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What is the Generation-Skipping Tax?

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  • Written By: Jodee Redmond
  • Edited By: Bronwyn Harris
  • Last Modified Date: 21 September 2019
  • Copyright Protected:
    2003-2019
    Conjecture Corporation
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People who have accumulated a sizable estate and who want to reduce the amount of tax payable when their assets are transferred may consider leaving their property to their grandchildren directly or setting up a trust to benefit their children and grandchildren. The generation-skipping tax is imposed when these types of actions are taken to avoid paying a gift tax or estate tax on the assets involved. The tax may be imposed when the recipient of the gift or the beneficiary of the trust is not a relative and is more than 37 years and six months younger than the person making the gift or setting up the trust. It also applies to relatives who are at least one generation younger than the donor.

The generation-skipping tax first became law in the United States in 1976. Under the legislation of the time, the government chose to levy a tax equal to the amount of gift or estate tax that the donor was attempting to avoid paying. This measure meant that complicated calculations were needed to determine how much, if any, tax the beneficiaries of a large estate were responsible for remitting to the United States Internal Revenue Service.

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In 1986, the generation-skipping tax bill of 1976 was replaced with an updated version that was easier to understand. The new version imposed a flat rate tax payable on gifts or property received through an inheritance. The highest marginal estate and gift tax payable as of the date the gift or the bequest was made is used to determine the amount payable.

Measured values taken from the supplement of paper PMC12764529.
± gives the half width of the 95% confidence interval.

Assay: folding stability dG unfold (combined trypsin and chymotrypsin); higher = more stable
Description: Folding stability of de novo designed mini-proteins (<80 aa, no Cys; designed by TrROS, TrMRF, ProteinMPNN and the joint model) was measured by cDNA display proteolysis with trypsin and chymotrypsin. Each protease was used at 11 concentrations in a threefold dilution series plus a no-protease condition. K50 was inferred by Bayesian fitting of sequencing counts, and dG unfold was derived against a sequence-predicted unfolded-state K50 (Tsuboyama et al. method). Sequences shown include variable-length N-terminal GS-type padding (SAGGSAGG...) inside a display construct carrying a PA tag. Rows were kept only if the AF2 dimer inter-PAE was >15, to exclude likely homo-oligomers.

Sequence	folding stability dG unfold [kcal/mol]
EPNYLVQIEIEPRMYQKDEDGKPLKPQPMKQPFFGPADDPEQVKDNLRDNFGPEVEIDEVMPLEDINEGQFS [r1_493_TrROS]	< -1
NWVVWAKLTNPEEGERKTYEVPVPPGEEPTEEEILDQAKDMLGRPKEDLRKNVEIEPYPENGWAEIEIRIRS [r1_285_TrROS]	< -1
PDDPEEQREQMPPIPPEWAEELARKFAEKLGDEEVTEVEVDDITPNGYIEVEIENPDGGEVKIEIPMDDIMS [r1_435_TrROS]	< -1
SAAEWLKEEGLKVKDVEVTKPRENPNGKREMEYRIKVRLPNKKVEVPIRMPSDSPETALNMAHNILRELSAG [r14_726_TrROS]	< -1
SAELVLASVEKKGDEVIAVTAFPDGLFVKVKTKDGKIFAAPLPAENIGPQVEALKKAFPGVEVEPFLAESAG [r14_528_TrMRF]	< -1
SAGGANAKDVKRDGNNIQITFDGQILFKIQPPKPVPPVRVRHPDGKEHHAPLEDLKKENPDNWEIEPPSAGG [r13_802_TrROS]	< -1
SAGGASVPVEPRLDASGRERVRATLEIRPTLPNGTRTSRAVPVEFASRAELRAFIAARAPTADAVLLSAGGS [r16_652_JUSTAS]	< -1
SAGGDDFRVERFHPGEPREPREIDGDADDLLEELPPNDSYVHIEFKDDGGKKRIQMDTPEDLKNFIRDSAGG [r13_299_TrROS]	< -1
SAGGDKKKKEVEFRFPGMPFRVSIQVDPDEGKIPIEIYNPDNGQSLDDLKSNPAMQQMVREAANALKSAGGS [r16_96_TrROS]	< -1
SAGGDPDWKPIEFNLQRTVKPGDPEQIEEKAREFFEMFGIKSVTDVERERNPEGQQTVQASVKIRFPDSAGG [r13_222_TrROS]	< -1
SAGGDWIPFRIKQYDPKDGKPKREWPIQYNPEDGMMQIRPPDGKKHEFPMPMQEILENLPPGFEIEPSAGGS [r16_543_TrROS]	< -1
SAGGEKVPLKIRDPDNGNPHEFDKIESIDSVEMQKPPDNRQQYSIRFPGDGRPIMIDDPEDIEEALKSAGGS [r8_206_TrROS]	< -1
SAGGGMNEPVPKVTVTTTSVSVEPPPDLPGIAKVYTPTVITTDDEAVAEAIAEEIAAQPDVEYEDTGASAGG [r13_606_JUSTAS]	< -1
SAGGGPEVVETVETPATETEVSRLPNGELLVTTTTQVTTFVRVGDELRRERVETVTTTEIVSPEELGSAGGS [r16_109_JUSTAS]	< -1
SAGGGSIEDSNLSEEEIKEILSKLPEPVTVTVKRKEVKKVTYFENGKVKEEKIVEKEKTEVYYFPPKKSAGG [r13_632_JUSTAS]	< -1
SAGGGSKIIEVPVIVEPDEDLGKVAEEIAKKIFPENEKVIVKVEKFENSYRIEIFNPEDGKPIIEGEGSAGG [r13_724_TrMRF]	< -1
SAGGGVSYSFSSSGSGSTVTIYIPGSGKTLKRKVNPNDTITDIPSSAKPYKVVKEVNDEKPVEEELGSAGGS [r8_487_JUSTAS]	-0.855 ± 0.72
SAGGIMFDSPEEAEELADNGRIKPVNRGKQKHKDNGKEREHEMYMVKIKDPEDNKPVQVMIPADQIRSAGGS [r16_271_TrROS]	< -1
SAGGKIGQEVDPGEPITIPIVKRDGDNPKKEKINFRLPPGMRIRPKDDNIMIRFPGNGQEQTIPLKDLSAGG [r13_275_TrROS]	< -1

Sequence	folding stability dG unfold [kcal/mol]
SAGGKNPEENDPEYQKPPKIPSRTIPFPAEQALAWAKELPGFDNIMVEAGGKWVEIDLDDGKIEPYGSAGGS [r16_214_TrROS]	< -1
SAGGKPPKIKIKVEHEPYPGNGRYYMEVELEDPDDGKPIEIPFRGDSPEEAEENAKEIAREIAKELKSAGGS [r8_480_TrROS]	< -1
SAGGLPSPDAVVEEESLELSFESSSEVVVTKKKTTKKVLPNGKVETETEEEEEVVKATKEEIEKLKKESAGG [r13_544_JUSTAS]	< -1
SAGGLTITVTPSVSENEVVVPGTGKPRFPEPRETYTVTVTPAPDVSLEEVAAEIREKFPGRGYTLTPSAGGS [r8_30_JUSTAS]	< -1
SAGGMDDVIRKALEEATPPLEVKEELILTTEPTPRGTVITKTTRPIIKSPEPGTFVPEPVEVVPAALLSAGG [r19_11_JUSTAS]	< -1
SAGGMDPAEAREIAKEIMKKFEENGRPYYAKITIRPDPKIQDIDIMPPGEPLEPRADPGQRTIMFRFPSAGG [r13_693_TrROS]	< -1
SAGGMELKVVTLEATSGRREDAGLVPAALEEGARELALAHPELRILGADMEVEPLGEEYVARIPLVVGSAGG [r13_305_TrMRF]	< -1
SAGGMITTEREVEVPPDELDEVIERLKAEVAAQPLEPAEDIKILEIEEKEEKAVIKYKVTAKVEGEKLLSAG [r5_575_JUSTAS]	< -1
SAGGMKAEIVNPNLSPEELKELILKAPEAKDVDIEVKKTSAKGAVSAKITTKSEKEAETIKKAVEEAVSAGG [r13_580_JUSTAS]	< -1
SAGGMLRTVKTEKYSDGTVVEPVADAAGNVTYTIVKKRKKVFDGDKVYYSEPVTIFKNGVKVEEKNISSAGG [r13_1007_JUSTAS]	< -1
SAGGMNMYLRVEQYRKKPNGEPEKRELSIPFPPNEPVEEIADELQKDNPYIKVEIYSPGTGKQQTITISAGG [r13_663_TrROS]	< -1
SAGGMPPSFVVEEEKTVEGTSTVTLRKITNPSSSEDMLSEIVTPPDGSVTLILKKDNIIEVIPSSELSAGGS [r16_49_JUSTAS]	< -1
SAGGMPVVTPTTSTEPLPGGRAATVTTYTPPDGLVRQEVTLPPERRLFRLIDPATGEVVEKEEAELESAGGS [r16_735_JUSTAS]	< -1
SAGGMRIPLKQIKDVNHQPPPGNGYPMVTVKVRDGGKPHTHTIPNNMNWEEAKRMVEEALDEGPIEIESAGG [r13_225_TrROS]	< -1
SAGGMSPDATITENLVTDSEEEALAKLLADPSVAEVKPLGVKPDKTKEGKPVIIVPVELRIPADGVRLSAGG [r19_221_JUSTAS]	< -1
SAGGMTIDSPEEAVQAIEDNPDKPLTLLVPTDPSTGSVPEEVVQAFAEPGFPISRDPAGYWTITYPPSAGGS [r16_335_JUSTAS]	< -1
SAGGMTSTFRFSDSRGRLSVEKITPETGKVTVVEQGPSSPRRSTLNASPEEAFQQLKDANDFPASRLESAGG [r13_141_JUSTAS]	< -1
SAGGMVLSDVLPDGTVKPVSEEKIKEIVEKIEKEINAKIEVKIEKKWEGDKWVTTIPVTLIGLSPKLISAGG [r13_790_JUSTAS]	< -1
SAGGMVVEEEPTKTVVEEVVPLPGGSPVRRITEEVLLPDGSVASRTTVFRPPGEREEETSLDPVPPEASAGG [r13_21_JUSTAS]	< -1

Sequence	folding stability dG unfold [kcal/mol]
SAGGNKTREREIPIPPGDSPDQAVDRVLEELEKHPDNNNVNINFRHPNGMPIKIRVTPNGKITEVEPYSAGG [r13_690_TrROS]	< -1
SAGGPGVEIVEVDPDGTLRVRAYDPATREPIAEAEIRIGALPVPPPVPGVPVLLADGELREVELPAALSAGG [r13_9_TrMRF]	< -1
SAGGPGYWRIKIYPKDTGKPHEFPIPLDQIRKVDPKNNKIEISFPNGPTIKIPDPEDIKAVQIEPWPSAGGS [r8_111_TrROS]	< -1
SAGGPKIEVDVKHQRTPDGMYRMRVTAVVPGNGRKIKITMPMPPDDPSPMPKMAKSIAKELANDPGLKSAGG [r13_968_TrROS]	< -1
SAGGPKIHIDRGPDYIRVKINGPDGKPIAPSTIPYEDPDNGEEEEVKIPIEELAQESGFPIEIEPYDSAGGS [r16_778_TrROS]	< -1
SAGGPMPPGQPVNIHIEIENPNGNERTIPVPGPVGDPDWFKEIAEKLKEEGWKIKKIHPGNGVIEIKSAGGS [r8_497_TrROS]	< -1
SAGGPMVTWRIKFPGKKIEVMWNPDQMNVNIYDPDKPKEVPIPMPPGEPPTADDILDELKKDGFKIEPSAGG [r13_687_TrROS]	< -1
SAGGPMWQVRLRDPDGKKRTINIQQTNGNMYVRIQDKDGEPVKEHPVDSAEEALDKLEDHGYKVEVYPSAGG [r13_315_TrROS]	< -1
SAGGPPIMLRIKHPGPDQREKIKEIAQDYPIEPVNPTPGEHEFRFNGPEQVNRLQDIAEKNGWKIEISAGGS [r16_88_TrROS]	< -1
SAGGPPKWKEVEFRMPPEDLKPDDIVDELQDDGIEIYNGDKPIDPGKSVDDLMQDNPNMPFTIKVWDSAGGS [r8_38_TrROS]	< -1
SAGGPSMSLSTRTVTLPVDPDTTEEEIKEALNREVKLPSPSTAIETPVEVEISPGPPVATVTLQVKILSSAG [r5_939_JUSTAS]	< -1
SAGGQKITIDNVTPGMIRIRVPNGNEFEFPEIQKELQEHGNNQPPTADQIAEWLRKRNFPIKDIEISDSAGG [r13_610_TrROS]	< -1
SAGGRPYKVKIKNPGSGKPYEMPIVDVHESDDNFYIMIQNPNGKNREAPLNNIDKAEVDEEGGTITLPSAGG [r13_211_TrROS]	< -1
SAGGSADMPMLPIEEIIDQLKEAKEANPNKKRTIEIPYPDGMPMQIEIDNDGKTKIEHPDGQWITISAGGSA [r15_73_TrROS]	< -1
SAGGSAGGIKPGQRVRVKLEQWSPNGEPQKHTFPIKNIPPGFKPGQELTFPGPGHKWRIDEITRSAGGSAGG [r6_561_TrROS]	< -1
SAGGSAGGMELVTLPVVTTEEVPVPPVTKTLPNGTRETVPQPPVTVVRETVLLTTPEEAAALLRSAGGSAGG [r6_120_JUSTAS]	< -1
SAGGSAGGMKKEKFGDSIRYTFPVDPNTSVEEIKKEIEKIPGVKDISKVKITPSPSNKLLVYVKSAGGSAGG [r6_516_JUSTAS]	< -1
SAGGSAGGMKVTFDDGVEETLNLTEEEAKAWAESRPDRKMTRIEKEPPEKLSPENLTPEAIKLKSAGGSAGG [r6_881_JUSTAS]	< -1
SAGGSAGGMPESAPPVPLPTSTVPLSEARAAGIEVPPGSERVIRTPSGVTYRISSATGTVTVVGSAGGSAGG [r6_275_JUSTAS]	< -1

The generation-skipping tax law also includes personal exemptions which reduce the amount of tax liability. As of 2009, each taxpayer is given an exemption equal to $3.5 million US Dollars (USD), which means the total amount that a married couple may transfer without the gift or property in a trust being subject to the tax is $7 million USD. The tax rate is set at 45 percent.

The current generation-skipping tax law is set to expire in the year 2011. Unless the United States Congress successfully passes an amendment, the personal exemption amount of the current law will be reduced to $1 million USD per person. To find out more about this tax and to determine the best way to set up a trust or transfer property to grandchildren, consult an attorney experienced in estate matters. He or she will be able to offer personalized advice for the client's situation.

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